Therefore, all the efforts should be concentrated on the money, not on the apartment. The same can be applied to perceiving the spiritual. All efforts should be directed towards creating the conditions necessary to receive the Light, not on the Light itself. When we focus on cultivating altruistic thoughts and desires in ourselves; then we will feel the spiritual pleasure immediately.

The benefit of the progress of humanity, despite the fact that humanity appears to err constantly and never seems to learn from its own mistakes, is in the process of amassing suffering, which takes place in the eternal soul, as opposed to the temporal bodies. In this respect, not a single act of suffering is lost. It will eventually lead, in some cycle of life in this world, to realizing the necessity for turning to spiritual elevation in search of salvation from suffering.

It is correct to denote the Higher Spiritual Worlds as “anti-worlds” in relation to us, since in our world all the laws of nature are built on the basis of egoism, on striving to grab and to understand.

In contrast, the nature of the Higher Worlds is absolute altruism – the striving to give and to have faith. The foundations of the spiritual and the material natures are so diametrically opposed that there is no similarity between them.

Thus, all our attempts to imagine what takes place in the other world will not yield any result. Only by converting desires of the heart from « to grab » into « to give, » and changing the desires of the intellect from « to understand » into « to believe » contrary to reason, will we receive the spiritual perceptions.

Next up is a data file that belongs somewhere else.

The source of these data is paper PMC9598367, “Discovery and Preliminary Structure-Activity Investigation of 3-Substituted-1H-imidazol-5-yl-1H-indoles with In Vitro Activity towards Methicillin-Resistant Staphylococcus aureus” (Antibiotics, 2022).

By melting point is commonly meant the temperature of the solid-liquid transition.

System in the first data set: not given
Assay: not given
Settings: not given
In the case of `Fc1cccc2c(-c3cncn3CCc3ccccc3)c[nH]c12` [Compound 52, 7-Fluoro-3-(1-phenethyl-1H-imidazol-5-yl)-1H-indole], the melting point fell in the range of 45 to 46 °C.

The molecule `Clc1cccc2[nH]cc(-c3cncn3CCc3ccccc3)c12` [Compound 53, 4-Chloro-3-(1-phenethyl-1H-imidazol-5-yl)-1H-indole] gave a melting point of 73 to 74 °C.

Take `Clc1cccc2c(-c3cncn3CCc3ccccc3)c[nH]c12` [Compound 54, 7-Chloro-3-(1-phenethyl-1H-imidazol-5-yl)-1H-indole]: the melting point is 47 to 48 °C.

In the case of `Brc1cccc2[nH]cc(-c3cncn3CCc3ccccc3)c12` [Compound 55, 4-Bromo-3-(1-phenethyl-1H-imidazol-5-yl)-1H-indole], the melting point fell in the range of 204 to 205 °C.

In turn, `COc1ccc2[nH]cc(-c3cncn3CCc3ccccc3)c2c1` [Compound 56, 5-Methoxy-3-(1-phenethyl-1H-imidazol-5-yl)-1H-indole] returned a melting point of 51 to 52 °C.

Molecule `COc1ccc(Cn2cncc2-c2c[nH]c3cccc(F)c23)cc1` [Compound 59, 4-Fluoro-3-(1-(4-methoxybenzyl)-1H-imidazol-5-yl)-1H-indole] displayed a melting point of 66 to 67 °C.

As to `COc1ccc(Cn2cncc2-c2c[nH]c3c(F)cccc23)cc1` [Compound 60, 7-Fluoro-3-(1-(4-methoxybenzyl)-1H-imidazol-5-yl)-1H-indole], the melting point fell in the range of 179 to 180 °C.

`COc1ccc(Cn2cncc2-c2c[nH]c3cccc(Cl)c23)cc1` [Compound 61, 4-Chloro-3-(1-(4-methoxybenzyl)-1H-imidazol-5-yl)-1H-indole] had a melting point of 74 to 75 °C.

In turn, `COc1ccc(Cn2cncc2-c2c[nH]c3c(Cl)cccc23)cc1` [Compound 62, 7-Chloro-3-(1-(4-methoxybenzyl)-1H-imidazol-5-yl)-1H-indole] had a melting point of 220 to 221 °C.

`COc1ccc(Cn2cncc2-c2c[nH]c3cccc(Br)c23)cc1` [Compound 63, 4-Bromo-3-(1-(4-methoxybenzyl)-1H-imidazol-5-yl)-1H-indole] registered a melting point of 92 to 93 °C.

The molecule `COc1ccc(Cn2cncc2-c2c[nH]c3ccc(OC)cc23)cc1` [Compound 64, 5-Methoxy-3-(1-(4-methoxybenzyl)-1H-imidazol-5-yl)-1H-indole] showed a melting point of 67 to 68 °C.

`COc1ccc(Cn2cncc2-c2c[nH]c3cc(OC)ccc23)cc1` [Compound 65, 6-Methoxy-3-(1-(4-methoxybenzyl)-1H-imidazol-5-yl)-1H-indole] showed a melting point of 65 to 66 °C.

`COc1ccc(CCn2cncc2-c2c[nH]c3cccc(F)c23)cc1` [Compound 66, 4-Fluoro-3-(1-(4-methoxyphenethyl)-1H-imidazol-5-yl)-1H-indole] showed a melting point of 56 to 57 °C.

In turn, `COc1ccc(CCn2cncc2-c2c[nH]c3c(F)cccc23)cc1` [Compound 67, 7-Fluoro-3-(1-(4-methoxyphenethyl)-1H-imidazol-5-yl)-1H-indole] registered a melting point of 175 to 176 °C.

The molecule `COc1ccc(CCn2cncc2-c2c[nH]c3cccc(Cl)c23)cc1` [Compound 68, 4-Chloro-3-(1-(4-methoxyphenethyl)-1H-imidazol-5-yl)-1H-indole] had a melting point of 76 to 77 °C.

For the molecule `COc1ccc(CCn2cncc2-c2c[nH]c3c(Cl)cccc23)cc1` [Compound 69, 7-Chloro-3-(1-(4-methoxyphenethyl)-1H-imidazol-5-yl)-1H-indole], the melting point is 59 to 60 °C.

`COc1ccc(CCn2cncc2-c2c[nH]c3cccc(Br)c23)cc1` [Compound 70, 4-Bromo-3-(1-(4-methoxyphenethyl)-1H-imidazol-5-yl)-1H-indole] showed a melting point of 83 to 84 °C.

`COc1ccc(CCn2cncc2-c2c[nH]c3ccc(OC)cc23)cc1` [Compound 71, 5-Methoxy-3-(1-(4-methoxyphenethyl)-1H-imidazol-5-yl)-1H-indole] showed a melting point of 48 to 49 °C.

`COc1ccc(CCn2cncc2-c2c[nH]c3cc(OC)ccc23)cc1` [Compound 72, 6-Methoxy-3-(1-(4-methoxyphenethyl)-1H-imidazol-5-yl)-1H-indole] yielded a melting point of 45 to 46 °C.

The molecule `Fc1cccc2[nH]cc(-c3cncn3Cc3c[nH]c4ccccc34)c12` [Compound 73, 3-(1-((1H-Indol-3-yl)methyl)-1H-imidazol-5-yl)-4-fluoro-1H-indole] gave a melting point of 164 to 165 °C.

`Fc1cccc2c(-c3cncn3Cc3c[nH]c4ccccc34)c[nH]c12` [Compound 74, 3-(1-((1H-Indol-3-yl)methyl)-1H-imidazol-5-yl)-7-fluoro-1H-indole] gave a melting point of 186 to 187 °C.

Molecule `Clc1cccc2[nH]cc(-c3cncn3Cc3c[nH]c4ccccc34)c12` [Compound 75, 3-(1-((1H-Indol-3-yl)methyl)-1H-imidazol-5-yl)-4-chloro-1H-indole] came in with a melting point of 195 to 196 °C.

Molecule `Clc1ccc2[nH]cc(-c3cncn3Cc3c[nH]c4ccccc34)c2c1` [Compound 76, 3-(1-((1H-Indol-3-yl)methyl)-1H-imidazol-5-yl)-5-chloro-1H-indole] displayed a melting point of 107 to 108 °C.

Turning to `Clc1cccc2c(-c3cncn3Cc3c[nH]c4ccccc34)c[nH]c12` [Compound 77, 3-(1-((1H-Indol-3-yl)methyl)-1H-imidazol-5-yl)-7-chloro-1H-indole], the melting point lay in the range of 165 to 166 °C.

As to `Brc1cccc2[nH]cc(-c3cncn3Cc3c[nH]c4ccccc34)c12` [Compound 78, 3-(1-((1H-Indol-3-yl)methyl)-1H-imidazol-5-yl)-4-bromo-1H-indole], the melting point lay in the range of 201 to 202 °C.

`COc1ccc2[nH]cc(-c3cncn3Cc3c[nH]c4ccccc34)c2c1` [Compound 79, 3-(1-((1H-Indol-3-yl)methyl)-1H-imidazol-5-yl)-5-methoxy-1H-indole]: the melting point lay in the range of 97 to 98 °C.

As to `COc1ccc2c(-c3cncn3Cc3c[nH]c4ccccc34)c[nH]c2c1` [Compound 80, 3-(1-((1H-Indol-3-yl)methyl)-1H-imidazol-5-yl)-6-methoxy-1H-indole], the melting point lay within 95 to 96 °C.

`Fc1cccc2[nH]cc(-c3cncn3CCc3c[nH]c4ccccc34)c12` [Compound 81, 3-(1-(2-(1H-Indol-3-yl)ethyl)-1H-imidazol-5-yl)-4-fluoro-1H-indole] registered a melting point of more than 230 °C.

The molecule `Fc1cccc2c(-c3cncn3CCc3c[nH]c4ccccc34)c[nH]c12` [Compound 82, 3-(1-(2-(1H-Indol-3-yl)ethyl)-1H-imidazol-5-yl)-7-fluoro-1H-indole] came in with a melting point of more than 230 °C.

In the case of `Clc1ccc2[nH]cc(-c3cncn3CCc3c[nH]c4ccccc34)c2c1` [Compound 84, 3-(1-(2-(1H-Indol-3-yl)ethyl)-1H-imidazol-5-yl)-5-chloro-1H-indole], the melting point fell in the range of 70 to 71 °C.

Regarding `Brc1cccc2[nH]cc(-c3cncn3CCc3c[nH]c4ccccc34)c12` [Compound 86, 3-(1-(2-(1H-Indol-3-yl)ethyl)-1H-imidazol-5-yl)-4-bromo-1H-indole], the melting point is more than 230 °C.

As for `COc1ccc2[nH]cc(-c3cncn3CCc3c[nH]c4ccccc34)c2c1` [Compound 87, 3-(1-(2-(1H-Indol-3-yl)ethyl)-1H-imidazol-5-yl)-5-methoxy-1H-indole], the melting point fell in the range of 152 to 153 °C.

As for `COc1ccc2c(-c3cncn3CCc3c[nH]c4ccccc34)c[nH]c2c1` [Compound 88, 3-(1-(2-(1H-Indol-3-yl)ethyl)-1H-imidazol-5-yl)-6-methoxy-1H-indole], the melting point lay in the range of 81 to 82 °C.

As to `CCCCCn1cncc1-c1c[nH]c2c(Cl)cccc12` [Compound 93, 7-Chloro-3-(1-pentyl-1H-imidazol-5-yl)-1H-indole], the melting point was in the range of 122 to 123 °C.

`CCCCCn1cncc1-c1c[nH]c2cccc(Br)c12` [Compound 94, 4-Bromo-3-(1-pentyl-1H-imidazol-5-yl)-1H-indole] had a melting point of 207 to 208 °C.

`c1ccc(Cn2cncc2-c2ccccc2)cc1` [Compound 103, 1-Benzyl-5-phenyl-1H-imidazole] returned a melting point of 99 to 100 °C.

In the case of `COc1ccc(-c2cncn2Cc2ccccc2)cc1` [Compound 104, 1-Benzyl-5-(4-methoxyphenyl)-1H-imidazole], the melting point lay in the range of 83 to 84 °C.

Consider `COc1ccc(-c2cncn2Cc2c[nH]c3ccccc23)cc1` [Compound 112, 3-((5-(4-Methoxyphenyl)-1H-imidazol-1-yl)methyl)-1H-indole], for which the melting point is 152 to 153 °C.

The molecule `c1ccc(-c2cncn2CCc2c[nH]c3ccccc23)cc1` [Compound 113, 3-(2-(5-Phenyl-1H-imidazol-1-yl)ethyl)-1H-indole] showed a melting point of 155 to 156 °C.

Both desires are connected to each other, even though the desire to grab is found in the heart and the desire to understand is found in the brain. This is because the foundation of both is egoism.

Kabbalah explains that the birth of the spiritual object is initiated when « the father takes the mother outside » in order to give birth to a son; the perfection « displaces » reason from analyzing the surroundings in order to receive a new, higher reason that will be independent of any desires, and, therefore, truly objective.

Mere faith in the Creator is not sufficient. This faith has to exist for the sake of the Creator, rather than for an individual’s personal benefit. A prayer is regarded as turning to the Creator in order to arouse a desire in Him to help the seeker, through prayer, attain a feeling of reverence for, and the grandeur of, the Creator.

It is only such turning towards Him that makes the Creator react by elevating the praying person to the highest world, and by revealing to this person His whole grandeur. In this way, one can receive the strength to rise above one’s own nature.

Only by receiving the Light of the Creator, which enables having sufficient strength to overcome one’s own egoistic nature, does a person have the sensation of having reached eternity and certainty.